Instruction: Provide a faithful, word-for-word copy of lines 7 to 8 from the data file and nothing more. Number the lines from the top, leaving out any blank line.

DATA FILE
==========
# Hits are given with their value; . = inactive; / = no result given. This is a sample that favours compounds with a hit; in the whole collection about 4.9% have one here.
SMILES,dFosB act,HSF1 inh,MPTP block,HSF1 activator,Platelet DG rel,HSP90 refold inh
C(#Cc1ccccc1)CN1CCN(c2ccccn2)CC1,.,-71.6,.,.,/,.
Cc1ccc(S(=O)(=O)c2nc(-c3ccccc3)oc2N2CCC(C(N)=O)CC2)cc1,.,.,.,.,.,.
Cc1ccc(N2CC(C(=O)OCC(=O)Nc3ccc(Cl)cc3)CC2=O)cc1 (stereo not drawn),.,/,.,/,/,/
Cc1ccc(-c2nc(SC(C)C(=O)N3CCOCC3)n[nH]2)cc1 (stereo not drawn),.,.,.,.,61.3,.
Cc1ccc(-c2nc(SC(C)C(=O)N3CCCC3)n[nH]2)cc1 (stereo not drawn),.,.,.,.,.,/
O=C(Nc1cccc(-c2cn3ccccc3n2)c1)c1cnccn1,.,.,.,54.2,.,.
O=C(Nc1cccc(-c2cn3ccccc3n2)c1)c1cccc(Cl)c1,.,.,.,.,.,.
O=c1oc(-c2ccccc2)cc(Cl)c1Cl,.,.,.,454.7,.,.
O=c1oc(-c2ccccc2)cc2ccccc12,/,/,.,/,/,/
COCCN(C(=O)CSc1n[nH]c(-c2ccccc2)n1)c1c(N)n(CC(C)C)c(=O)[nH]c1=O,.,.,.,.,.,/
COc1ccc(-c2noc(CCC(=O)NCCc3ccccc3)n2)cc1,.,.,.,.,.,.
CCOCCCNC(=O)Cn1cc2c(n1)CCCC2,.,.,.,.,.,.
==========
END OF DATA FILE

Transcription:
Cc1ccc(-c2nc(SC(C)C(=O)N3CCCC3)n[nH]2)cc1 (stereo not drawn),.,.,.,.,.,/
O=C(Nc1cccc(-c2cn3ccccc3n2)c1)c1cnccn1,.,.,.,54.2,.,.